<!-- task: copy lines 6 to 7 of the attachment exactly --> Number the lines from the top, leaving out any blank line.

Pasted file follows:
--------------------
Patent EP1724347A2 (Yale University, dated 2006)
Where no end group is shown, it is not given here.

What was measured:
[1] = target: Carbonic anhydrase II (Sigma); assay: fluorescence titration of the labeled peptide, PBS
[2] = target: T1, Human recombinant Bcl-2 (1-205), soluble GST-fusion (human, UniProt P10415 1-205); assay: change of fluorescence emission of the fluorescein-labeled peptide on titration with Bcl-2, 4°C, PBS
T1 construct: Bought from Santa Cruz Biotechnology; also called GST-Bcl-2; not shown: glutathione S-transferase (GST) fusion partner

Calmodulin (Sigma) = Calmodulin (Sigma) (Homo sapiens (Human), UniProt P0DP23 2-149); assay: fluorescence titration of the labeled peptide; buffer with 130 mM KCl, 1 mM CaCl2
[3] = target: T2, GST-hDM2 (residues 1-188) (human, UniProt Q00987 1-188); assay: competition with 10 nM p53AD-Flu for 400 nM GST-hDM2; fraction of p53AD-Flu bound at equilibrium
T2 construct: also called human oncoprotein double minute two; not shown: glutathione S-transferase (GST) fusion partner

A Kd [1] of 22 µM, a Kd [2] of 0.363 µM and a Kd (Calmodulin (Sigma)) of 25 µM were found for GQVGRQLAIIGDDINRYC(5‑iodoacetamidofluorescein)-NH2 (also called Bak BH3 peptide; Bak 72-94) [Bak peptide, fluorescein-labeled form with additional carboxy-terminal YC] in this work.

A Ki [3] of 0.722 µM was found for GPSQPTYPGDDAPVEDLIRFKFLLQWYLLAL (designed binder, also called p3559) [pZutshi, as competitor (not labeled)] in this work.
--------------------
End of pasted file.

T1 construct: Bought from Santa Cruz Biotechnology; also called GST-Bcl-2; not shown: glutathione S-transferase (GST) fusion partner

Calmodulin (Sigma) = Calmodulin (Sigma) (Homo sapiens (Human), UniProt P0DP23 2-149); assay: fluorescence titration of the labeled peptide; buffer with 130 mM KCl, 1 mM CaCl2